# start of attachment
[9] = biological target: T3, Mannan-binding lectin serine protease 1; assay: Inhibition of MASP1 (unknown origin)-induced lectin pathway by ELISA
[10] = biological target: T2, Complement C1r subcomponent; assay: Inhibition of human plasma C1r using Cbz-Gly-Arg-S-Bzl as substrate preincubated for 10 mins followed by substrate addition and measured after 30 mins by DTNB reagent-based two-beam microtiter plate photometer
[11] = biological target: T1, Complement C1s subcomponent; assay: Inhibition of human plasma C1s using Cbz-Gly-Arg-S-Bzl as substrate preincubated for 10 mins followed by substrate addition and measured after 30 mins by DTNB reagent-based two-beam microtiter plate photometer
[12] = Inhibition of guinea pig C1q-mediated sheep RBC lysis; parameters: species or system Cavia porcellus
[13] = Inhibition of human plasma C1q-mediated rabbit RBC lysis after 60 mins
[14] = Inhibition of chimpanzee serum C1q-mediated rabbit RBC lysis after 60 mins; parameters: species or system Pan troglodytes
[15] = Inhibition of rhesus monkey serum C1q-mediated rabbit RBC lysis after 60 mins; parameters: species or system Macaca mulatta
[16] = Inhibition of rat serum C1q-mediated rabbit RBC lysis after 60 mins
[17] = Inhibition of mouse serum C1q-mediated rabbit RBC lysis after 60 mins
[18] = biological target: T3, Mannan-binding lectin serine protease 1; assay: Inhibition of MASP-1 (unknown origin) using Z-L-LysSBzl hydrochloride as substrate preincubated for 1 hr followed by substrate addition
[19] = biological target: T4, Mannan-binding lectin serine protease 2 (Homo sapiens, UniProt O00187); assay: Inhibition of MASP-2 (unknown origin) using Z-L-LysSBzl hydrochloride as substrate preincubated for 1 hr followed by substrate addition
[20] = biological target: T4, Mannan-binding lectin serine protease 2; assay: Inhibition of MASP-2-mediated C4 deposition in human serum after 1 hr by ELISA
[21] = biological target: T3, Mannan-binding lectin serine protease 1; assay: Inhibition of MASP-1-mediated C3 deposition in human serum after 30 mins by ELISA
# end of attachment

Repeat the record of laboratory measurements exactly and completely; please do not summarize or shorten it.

[9] = biological target: T3, Mannan-binding lectin serine protease 1; assay: Inhibition of MASP1 (unknown origin)-induced lectin pathway by ELISA
[10] = biological target: T2, Complement C1r subcomponent; assay: Inhibition of human plasma C1r using Cbz-Gly-Arg-S-Bzl as substrate preincubated for 10 mins followed by substrate addition and measured after 30 mins by DTNB reagent-based two-beam microtiter plate photometer
[11] = biological target: T1, Complement C1s subcomponent; assay: Inhibition of human plasma C1s using Cbz-Gly-Arg-S-Bzl as substrate preincubated for 10 mins followed by substrate addition and measured after 30 mins by DTNB reagent-based two-beam microtiter plate photometer
[12] = Inhibition of guinea pig C1q-mediated sheep RBC lysis; parameters: species or system Cavia porcellus
[13] = Inhibition of human plasma C1q-mediated rabbit RBC lysis after 60 mins
[14] = Inhibition of chimpanzee serum C1q-mediated rabbit RBC lysis after 60 mins; parameters: species or system Pan troglodytes
[15] = Inhibition of rhesus monkey serum C1q-mediated rabbit RBC lysis after 60 mins; parameters: species or system Macaca mulatta
[16] = Inhibition of rat serum C1q-mediated rabbit RBC lysis after 60 mins
[17] = Inhibition of mouse serum C1q-mediated rabbit RBC lysis after 60 mins
[18] = biological target: T3, Mannan-binding lectin serine protease 1; assay: Inhibition of MASP-1 (unknown origin) using Z-L-LysSBzl hydrochloride as substrate preincubated for 1 hr followed by substrate addition
[19] = biological target: T4, Mannan-binding lectin serine protease 2 (Homo sapiens, UniProt O00187); assay: Inhibition of MASP-2 (unknown origin) using Z-L-LysSBzl hydrochloride as substrate preincubated for 1 hr followed by substrate addition
[20] = biological target: T4, Mannan-binding lectin serine protease 2; assay: Inhibition of MASP-2-mediated C4 deposition in human serum after 1 hr by ELISA
[21] = biological target: T3, Mannan-binding lectin serine protease 1; assay: Inhibition of MASP-1-mediated C3 deposition in human serum after 30 mins by ELISA